Johnson & Johnson halt holds little effect for local vaccination efforts

Nicole Aimone, Editor-in-Chief

On April 13, Wisconsin Department of Health Services (DHS) and the Food and Drug Administration (FDA) recommended agencies pause the use of the Johnson & Johnson (Janssen) vaccination after six women developed a rare type of blood clot following vaccination.

Six women reportedly developed severe and rare blood clots called cerebral venous sinus thrombosis (CVST) and low platelet levels. The cases reported by women ages 18 to 48 between six to 13 days following receiving the Johnson & Johnson vaccination.

Nearly 6.8 million doses of the Janssen vaccine have been administered throughout the US, with only six cases of the blood clotting reported so far.

Some local health officials, such as the Iowa County Health Department have decided to heed state and federal recommendations, and will be discontinuing its use indefinitely.

Iowa County Health Director Debbie Siegenthaler said that less than 5% of vaccinations given in the state are Johnson & Johnson, with 96% being Pfizer or Moderna.

“This pauses the use of a vaccine so a decrease in inventory will affect the number we can vaccinate. While disappointing, safety is our priority, just as it is for the CDC, FDA and DHS,” said Siegenthaler. “The Pfizer and Moderna COVID-19 vaccines continue to remain extremely safe vaccines. The ICHD encourages everyone eligible to get the vaccine to continue with their vaccination, especially in light of variants.”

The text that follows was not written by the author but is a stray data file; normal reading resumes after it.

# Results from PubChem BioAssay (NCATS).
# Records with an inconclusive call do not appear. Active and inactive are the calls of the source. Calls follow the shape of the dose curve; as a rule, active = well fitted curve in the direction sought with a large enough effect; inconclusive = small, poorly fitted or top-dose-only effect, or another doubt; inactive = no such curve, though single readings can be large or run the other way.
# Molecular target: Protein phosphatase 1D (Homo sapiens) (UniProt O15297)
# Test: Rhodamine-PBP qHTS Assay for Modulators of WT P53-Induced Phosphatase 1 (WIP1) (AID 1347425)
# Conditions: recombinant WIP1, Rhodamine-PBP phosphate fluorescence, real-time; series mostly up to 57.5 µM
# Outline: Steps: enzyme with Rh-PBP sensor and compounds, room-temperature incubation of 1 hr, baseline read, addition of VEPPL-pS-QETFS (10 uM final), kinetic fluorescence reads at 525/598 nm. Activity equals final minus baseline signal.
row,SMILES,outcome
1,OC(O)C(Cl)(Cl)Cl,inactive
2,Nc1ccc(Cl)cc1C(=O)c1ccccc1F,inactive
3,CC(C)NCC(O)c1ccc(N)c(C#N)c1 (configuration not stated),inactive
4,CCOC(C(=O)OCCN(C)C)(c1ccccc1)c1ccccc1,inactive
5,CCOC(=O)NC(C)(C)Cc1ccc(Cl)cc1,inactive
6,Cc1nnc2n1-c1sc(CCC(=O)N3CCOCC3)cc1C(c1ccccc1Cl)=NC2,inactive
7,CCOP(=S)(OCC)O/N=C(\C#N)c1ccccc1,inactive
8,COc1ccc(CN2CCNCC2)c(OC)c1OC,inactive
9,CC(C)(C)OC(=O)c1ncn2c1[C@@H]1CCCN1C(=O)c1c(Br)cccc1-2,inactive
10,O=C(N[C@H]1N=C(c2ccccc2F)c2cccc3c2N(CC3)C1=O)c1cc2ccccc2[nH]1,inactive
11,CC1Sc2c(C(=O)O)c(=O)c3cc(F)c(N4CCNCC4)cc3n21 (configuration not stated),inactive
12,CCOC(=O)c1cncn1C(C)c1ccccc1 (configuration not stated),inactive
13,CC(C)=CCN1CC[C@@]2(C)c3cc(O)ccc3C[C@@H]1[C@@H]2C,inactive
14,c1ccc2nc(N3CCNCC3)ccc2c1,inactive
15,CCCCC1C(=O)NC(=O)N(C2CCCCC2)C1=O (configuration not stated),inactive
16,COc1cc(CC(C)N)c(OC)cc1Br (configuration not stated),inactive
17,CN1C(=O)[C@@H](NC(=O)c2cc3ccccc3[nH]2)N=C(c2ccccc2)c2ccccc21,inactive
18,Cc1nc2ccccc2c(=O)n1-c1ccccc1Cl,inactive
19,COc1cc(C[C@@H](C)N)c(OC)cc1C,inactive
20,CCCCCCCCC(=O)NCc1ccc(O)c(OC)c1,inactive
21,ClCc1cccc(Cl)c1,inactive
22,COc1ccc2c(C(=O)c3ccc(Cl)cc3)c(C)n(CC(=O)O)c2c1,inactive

The Iowa County health department recommends people who have received a COVID-19 vaccination use V-Safe, a post vaccination symptom tracker that reports vaccine and side effect data to the CDC.

In Richland County, there have been zero doses of the Johnson & Johnson vaccination administered, with the health department only receiving doses of the Pfizer or Moderna vaccines, according to Angie Rizner, the county’s public information officer.

Similarly, Sauk Prairie Healthcare in Prairie du Sac has only administered doses of the Moderna vaccine, and zero doses of both Pfizer and Johnson & Johnson.

Officials from Sauk County, Upland Hills Health and the Richland Hospital did not respond with comment by press time. If they respond, this story will be updated at